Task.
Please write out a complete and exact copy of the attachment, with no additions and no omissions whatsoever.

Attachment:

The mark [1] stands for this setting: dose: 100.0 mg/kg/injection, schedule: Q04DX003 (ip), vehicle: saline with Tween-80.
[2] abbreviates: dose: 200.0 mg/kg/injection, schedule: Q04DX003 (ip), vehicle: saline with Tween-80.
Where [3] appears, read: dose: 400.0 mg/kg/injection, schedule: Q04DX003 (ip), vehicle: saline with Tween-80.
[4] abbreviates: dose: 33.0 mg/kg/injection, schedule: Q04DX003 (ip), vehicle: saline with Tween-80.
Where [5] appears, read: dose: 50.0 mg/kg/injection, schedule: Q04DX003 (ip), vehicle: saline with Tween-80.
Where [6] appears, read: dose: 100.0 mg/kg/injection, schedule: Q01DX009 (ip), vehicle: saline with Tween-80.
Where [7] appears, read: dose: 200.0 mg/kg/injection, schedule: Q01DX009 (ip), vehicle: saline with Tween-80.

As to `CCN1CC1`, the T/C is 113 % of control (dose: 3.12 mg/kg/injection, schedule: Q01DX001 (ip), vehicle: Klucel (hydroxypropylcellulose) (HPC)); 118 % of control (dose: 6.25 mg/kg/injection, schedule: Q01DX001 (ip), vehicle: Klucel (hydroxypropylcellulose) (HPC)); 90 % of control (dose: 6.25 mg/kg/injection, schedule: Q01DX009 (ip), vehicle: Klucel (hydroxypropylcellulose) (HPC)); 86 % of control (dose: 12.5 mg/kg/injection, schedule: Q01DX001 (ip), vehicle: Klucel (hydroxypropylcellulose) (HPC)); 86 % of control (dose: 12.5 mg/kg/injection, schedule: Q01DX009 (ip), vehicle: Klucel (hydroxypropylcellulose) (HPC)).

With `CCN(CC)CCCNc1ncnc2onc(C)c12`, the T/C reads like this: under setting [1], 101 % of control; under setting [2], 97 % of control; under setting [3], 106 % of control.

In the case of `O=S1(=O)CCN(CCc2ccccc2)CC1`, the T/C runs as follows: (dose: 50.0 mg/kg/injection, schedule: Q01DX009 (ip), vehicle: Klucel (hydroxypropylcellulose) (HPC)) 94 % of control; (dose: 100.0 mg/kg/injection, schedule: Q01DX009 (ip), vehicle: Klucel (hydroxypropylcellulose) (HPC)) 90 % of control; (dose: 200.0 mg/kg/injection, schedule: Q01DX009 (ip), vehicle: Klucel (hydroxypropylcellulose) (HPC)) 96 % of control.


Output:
The mark [1] stands for this setting: dose: 100.0 mg/kg/injection, schedule: Q04DX003 (ip), vehicle: saline with Tween-80.
[2] abbreviates: dose: 200.0 mg/kg/injection, schedule: Q04DX003 (ip), vehicle: saline with Tween-80.
Where [3] appears, read: dose: 400.0 mg/kg/injection, schedule: Q04DX003 (ip), vehicle: saline with Tween-80.
[4] abbreviates: dose: 33.0 mg/kg/injection, schedule: Q04DX003 (ip), vehicle: saline with Tween-80.
Where [5] appears, read: dose: 50.0 mg/kg/injection, schedule: Q04DX003 (ip), vehicle: saline with Tween-80.
Where [6] appears, read: dose: 100.0 mg/kg/injection, schedule: Q01DX009 (ip), vehicle: saline with Tween-80.
Where [7] appears, read: dose: 200.0 mg/kg/injection, schedule: Q01DX009 (ip), vehicle: saline with Tween-80.

As to `CCN1CC1`, the T/C is 113 % of control (dose: 3.12 mg/kg/injection, schedule: Q01DX001 (ip), vehicle: Klucel (hydroxypropylcellulose) (HPC)); 118 % of control (dose: 6.25 mg/kg/injection, schedule: Q01DX001 (ip), vehicle: Klucel (hydroxypropylcellulose) (HPC)); 90 % of control (dose: 6.25 mg/kg/injection, schedule: Q01DX009 (ip), vehicle: Klucel (hydroxypropylcellulose) (HPC)); 86 % of control (dose: 12.5 mg/kg/injection, schedule: Q01DX001 (ip), vehicle: Klucel (hydroxypropylcellulose) (HPC)); 86 % of control (dose: 12.5 mg/kg/injection, schedule: Q01DX009 (ip), vehicle: Klucel (hydroxypropylcellulose) (HPC)).

With `CCN(CC)CCCNc1ncnc2onc(C)c12`, the T/C reads like this: under setting [1], 101 % of control; under setting [2], 97 % of control; under setting [3], 106 % of control.

In the case of `O=S1(=O)CCN(CCc2ccccc2)CC1`, the T/C runs as follows: (dose: 50.0 mg/kg/injection, schedule: Q01DX009 (ip), vehicle: Klucel (hydroxypropylcellulose) (HPC)) 94 % of control; (dose: 100.0 mg/kg/injection, schedule: Q01DX009 (ip), vehicle: Klucel (hydroxypropylcellulose) (HPC)) 90 % of control; (dose: 200.0 mg/kg/injection, schedule: Q01DX009 (ip), vehicle: Klucel (hydroxypropylcellulose) (HPC)) 96 % of control.